Heritage Park Lake Water Quality & Habitat Improvements
*Due to favorable weather conditions, portions of Phase 2 began in October 2023.
About the Project
Heritage Park Lake is located at the northeast corner of Heritage Park near 159th and Pflumm and is operated by the Johnson County Park and Recreation District (JCPRD). The 41-acre lake is used for both public recreation and irrigation of the park’s golf course and athletic fields.
This project includes the excavation and mechanical dredging of sediments and native earthen materials within Heritage Park Lake and approximately 1,500 feet of stream to restore lake volume. The work will be phased to maintain irrigation water supply within the lake during construction activities. Individual work areas will be dewatered prior to dredging.
Dredged materials will be disposed of on the park property in five disposal areas, each with a water quality treatment train adjacent that will be constructed by the Contractor for use on the project. Lake water quality improvements are also part of this work including the construction of a sediment forebay and wetland area to be planted with native aquatic species, and a water control structure. The project also includes removal of the island and silo within the lake and creation of deep-water cells for water quality and fish habitat.
Other lake improvement-related closures include the parking lot, playground, and fitness area near Shelter 1, as well as Shelter 4, although the restroom near this shelter remains open.
Effective June 30: The Heritage Trail entrance at the northeast corner of the park has been re-opened. A mowed trail detour provides a connection from the Heritage Trail to the marina parking lot. The walkway across the dam has also been re-opened to provide trail users a connection to the Coffee Creek Trail and other trails in the southern portion of the park. The dam sidewalk will be closed when work commences near the dam in 2024 or if other safety issues arise in the construction zone.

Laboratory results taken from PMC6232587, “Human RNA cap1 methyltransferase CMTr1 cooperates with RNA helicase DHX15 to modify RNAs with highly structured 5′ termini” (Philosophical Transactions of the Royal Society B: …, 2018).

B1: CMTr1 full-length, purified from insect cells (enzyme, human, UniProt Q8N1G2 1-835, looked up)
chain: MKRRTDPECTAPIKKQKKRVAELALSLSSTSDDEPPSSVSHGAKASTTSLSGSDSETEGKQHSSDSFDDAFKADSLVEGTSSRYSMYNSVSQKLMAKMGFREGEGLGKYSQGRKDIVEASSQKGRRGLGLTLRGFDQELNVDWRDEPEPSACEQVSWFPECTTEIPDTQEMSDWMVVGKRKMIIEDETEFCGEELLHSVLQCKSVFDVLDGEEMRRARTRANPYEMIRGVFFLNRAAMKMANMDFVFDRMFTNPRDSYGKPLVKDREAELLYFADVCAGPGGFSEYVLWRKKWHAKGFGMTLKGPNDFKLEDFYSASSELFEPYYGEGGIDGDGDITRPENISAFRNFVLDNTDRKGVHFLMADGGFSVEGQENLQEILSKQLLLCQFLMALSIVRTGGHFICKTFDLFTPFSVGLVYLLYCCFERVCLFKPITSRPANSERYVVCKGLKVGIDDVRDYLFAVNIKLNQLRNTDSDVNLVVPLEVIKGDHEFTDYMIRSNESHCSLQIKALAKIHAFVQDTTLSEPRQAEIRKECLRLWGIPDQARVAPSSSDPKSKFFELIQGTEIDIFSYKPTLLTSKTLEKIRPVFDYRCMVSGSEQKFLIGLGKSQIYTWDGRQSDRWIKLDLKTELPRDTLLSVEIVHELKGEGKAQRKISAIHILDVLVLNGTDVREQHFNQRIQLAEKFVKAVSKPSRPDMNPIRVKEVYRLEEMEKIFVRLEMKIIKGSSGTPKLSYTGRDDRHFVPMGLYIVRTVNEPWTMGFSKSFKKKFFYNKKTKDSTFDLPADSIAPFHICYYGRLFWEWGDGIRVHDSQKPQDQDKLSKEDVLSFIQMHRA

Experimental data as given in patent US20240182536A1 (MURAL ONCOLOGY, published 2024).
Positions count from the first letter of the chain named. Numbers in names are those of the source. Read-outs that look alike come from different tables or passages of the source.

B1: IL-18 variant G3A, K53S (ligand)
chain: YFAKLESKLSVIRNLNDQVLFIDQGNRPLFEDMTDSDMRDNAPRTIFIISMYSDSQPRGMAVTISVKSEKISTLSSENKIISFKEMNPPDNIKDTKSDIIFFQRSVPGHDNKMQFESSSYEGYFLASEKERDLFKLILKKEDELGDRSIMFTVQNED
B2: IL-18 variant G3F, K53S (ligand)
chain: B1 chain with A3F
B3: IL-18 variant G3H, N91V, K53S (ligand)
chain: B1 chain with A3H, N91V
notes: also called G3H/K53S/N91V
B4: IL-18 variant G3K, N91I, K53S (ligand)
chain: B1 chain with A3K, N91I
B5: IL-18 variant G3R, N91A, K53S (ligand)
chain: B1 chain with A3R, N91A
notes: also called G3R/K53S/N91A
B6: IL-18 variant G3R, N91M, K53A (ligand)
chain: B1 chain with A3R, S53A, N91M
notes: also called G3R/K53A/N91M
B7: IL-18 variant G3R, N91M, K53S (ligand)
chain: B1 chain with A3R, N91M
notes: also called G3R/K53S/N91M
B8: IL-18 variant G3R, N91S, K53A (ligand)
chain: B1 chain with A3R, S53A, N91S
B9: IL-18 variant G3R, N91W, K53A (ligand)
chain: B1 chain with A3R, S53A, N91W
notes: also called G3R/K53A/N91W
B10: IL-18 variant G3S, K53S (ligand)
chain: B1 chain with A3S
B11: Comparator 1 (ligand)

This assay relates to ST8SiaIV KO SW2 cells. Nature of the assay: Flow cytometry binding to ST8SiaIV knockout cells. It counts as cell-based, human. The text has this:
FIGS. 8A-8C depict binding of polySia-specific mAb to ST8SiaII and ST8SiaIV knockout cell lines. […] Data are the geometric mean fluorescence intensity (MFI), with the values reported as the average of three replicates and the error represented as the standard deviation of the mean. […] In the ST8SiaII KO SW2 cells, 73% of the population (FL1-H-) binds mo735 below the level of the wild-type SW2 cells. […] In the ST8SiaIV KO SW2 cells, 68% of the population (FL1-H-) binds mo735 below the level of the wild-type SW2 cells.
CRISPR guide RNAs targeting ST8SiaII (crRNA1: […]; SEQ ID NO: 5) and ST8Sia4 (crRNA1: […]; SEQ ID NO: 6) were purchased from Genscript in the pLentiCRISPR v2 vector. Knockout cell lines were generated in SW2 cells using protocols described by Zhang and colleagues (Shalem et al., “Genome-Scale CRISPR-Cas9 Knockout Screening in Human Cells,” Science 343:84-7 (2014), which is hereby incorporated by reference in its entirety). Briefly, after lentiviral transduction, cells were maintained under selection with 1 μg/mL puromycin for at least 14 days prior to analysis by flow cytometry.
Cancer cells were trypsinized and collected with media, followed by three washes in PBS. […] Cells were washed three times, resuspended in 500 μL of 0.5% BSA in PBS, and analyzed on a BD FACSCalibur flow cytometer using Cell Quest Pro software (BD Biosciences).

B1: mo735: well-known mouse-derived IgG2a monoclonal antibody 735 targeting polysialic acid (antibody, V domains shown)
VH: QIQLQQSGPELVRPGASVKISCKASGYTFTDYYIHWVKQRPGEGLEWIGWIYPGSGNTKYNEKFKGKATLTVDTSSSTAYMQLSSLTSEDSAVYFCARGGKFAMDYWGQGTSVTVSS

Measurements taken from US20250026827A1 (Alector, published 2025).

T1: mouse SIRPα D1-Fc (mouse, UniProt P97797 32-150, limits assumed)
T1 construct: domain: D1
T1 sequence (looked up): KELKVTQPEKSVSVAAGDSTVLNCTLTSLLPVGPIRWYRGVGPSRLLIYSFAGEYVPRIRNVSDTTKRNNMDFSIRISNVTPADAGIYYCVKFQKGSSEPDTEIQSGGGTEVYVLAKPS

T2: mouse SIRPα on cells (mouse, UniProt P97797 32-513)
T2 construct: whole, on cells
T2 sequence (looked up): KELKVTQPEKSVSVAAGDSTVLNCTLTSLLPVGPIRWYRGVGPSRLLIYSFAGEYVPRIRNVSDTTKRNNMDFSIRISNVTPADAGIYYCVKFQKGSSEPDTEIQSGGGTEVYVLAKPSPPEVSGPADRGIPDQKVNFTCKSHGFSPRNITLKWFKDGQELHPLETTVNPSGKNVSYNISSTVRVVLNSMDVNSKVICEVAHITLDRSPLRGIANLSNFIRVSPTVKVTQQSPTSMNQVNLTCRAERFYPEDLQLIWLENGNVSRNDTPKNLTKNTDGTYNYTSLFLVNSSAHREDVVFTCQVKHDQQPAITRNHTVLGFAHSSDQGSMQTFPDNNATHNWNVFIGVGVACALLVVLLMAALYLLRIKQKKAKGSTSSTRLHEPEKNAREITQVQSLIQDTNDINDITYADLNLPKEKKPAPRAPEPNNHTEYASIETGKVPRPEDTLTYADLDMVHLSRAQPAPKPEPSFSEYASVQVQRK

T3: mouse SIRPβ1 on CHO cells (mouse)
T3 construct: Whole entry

Effective June 20: Trails around the lake were closed to public access for the duration of the project.
Why is this Project Occurring?
To restore depth to main portion of lake, which improves habitat for fish and wildlife.
- The lake was built in the 1980s and with all the area development, is largely silted in (filled with dirt)
To create a wetland forebay, which will:
- Temporarily retain runoff, slowing down storm water
- Allow sediments to filter out, improving the quality of the water/runoff, ultimately into the Blue River
- Provide additional beneficial habitat for fish and wildlife (wetlands)
What's the Timeline?
The project began on June 5 with the lake drawdown. Earthwork and dredging will commence and operate through the remaining spring, summer, and fall and will shut down in late fall of 2023. The same process will occur over the spring/summer of 2024. The project is anticipated to be substantially complete in the fourth quarter of 2024.
As part of this project, the island and silo will be removed to provide much needed volume for the lake to fulfill its storm water capacity and offset the volume of the new forebay berm.
The JCPRD Board of Park and Recreation Commissioners approved the lake improvement project with the removal of the island and associated silo. Removal of the island adds additional storage capacity for the lake and offsets the volume of material added to the lake to create the wetland forebay embankment, which positively impacts water quality. The restored lake will be the primary recreational feature of Heritage Park and directly supports wildlife and recreational opportunities within the watershed.
In the past JCPRD evaluated adaptive re-use of the silo, but it was designed and constructed as an agricultural accessory structure and, as such, is not suitable for public use due to code and structural requirements for public buildings. The silo is also heavily deteriorated and deconstructing it for relocation would damage the clay modular units.
JCPRD has two modular concrete block silos with steel reinforcing loops at Big Bull Creek Park that are in excellent condition and are planned to remain as agricultural heritage symbols in that park.
In Heritage Park, a silo-like element is anticipated to be included in a future development on the north shore of the lake. This is planned to be a symbolic, cylindrical building element or chimney as part of a new pavilion overlooking the restored lake. It’s understood that this will not replace the character of the old silo, however, it will provide a callback to the agricultural history of Heritage Park.
The project is called for in the Johnson County Stormwater Management: Watershed Organization 3 Master Plan
- JCPRD received a grant from Johnson County Stormwater for construction of the wetland forebay
- Heritage Park Lake is the largest body of water in the Blue River Watershed